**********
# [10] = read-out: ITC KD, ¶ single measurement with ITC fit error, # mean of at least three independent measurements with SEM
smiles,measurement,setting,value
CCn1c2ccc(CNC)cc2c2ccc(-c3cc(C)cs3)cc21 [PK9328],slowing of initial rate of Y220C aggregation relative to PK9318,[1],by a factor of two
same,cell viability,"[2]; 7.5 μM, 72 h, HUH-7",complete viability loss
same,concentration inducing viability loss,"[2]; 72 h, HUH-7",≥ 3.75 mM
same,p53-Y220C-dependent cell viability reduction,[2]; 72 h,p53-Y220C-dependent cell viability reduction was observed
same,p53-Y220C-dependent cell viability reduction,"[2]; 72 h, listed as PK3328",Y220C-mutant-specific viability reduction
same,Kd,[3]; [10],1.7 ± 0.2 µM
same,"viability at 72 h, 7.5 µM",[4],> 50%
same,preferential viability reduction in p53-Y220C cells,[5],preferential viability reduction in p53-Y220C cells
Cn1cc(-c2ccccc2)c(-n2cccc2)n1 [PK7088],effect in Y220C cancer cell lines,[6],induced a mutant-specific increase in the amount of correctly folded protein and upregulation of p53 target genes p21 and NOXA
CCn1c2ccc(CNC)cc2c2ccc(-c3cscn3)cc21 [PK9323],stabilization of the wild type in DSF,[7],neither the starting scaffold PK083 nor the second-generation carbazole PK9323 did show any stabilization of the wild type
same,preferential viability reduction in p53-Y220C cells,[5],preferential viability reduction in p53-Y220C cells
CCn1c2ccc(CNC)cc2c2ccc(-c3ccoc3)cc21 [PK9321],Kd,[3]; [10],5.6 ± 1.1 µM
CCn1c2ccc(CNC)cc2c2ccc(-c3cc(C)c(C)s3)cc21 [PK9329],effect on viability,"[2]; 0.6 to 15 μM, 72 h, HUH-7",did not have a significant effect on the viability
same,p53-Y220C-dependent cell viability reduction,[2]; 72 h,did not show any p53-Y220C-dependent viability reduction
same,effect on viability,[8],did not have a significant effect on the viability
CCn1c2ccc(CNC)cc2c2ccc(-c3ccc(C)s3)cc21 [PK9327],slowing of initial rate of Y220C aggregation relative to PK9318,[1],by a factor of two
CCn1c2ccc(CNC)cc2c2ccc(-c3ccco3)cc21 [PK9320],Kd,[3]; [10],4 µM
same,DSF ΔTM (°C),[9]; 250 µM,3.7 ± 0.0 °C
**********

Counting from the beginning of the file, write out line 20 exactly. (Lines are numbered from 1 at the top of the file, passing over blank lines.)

same,DSF ΔTM (°C),[9]; 250 µM,3.7 ± 0.0 °C